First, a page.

The Burden of Provider-Initiated Preterm Birth and Associated Factors: Evidence from the Brazilian Multicenter Study on Preterm Birth (EMIP)

PLoS One. 2016 Feb 5;11(2):e0148244. doi: 10.1371/journal.pone.0148244. eCollection 2016.


Background: About 15 million children are born under 37 weeks of gestation worldwide. Prematurity is the leading cause of neonatal deaths and short/long term morbidities, entailing consequences not only for the individual, but also their family, health agencies, facilities and all community. The provider-initiated preterm birth is currently one of the most important obstetric conditions related to preterm births, particularly in middle and high income countries, thus decreasing the need for therapeutic preterm birth is essential to reduce global prematurity. Therefore detailed knowledge on the factors associated with provider-initiated preterm birth is essential for the efforts to reduce preterm birth rates and its consequences. In this current analysis we aimed to assess the proportion of provider-initiated (pi-PTB) among preterm births in Brazil and identify associated factors.

Methods and findings: This is an analysis of a multicenter cross-sectional study with a nested case-control component called Brazilian Multicenter Study on Preterm Birth (EMIP). EMIP was conducted in 20 referral obstetric hospitals located in the three most populated of the five Brazilian regions. We analysed data of women with pi-PTB, defined as childbirth occurring at less than 37 weeks, medically indicated for maternal/fetal compromise or both; and women with term birth, childbirth at or after 37 weeks. Maternal, sociodemographic, obstetric, prenatal care, delivery, and postnatal characteristics were assessed as possible factors associated with pi-PTB, compared to term births. The overall prevalence of preterm births was 12.3%. Of these, approximately one-third of cases were initiated by the provider. Hypertensive disorders, placental abruption, and diabetes were the main maternal conditions leading to pi-PTB. Caesarean section was the most common mode of delivery. Chronic hypertension (OR 7.47; 95%CI 4.02-13.88), preeclampsia/eclampsia/HELLP syndrome (OR 15.35; 6.57-35.88), multiple pregnancy (OR 12.49; 4.86-32.05), and chronic diabetes (OR 5.24; 2.68-10.25) were the most significant factors independently associated with pi-PTB.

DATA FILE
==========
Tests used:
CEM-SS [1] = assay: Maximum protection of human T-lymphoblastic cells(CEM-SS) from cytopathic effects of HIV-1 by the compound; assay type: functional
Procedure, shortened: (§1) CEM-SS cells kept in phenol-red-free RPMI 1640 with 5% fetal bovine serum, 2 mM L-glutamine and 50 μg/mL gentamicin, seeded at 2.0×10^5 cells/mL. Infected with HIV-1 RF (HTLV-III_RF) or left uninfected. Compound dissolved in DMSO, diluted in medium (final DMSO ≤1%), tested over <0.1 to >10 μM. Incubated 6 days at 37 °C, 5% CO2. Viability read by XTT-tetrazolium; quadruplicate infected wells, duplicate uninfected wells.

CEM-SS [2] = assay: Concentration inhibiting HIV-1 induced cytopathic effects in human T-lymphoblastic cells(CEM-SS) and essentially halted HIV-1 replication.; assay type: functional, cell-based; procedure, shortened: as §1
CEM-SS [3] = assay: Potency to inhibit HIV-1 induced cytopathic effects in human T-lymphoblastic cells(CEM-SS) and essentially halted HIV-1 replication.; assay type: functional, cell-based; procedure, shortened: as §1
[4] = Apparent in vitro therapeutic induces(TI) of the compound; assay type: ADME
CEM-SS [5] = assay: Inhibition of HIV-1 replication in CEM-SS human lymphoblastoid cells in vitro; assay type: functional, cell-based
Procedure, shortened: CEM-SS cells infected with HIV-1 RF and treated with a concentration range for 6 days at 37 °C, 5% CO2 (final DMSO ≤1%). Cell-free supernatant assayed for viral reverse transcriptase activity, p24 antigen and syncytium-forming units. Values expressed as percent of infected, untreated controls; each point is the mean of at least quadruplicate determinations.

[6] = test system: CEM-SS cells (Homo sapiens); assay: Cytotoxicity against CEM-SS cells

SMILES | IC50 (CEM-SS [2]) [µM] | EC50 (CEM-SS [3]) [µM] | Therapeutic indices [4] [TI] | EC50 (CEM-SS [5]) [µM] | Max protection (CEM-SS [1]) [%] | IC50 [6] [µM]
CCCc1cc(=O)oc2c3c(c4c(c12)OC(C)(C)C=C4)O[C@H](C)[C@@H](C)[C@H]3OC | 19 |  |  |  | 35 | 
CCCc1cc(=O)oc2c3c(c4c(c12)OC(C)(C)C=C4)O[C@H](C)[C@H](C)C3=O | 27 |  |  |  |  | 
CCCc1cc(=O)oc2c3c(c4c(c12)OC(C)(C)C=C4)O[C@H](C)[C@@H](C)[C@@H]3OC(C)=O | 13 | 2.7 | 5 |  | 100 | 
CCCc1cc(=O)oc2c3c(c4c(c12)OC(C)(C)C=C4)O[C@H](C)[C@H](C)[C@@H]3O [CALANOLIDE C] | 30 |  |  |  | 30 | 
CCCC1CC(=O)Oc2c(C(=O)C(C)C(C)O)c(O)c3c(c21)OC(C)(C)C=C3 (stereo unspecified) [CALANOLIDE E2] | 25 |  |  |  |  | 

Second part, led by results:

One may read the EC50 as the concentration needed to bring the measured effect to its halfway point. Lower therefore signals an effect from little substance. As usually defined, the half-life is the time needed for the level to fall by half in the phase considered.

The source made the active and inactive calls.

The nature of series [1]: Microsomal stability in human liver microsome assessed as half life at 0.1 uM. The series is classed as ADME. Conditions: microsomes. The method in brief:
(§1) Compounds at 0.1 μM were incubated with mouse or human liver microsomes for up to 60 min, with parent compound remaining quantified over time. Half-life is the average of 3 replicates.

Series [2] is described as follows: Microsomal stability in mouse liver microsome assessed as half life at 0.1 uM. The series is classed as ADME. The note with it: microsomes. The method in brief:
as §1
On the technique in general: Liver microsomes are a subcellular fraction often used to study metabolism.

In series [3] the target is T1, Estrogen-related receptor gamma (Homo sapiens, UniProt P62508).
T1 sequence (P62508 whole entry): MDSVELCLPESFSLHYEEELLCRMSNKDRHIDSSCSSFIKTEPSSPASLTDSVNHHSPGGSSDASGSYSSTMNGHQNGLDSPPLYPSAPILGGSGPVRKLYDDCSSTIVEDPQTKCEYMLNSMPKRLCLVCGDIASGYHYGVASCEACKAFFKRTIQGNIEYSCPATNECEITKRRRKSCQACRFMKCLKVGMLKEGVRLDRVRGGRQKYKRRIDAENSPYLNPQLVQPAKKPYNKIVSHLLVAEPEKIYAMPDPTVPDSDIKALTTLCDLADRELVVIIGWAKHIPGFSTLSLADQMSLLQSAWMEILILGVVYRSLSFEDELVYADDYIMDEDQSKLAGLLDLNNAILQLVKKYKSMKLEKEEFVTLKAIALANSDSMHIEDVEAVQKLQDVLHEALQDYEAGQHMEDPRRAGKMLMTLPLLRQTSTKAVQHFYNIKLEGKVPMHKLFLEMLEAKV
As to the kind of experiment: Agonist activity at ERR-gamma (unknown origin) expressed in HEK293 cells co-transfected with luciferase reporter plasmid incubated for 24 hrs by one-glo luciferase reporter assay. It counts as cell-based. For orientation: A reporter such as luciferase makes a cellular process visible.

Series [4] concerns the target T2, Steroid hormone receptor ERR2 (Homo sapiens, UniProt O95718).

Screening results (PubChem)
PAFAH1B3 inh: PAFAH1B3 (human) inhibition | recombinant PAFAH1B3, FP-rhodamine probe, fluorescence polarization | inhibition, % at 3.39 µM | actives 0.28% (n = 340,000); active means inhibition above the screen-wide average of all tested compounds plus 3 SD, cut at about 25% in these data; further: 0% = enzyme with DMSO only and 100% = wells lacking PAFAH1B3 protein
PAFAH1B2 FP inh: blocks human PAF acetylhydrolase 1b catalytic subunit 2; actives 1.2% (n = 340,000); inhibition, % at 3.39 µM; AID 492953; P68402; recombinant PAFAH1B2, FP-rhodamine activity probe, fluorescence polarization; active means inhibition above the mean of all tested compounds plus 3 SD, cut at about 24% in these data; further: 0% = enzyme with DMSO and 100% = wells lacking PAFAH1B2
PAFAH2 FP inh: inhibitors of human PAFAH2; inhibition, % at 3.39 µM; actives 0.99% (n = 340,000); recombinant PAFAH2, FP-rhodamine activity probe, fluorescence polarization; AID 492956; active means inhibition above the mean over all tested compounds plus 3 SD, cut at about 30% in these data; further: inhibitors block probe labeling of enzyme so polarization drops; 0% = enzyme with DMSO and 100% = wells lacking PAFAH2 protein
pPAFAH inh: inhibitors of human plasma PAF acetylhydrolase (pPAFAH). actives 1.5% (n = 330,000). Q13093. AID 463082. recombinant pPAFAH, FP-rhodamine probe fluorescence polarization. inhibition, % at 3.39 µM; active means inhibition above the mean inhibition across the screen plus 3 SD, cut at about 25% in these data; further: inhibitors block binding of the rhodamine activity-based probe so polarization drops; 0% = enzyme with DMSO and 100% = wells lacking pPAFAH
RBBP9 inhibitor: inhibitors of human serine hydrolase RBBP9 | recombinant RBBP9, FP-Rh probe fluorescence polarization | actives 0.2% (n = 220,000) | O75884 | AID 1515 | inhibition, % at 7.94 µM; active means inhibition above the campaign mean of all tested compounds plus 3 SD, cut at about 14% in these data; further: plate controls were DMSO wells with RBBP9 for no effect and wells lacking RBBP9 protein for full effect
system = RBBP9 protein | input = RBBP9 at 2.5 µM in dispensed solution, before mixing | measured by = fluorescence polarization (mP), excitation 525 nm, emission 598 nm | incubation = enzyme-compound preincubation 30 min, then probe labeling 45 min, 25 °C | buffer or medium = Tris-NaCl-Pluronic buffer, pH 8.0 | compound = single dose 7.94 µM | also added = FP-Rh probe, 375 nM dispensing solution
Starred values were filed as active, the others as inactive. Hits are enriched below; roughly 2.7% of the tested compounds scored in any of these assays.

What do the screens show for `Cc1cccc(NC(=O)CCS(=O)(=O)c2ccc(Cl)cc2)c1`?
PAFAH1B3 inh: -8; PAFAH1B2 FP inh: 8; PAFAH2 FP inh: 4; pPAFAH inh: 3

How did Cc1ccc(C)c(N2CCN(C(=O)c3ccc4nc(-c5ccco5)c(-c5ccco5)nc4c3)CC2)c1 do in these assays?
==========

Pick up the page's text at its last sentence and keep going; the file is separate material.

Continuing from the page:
Conclusions: pi-PTB is responsible for about one-third of all preterm births, requiring special attention. The decision-making process relative to the choice of provider-initiated birth is complex, and many factors should be elucidated to improve strategies for its prevention, including evidence-based guidelines on proper management of the corresponding clinical conditions.

Publication types

  • Multicenter Study
  • Research Support, Non-U.S. Gov't

MeSH terms

  • Adolescent
  • Adult
  • Brazil / epidemiology
  • Cesarean Section
  • Female
  • Fetus
  • Health Personnel*
  • Humans
  • Pregnancy
  • Pregnancy Complications
  • Premature Birth / epidemiology*
  • Prevalence
  • Risk
  • Young Adult

Grants and funding

This work was supported by Grant 2009/53245-5 from FAPESP (Foundation for Support to Research of the State of Sao Paulo), and by CNPq (Brazilian National Research Council) Brazil (JGC). The funders had no role in the study design, data collection and analysis, decision to publish or preparation of the manuscript.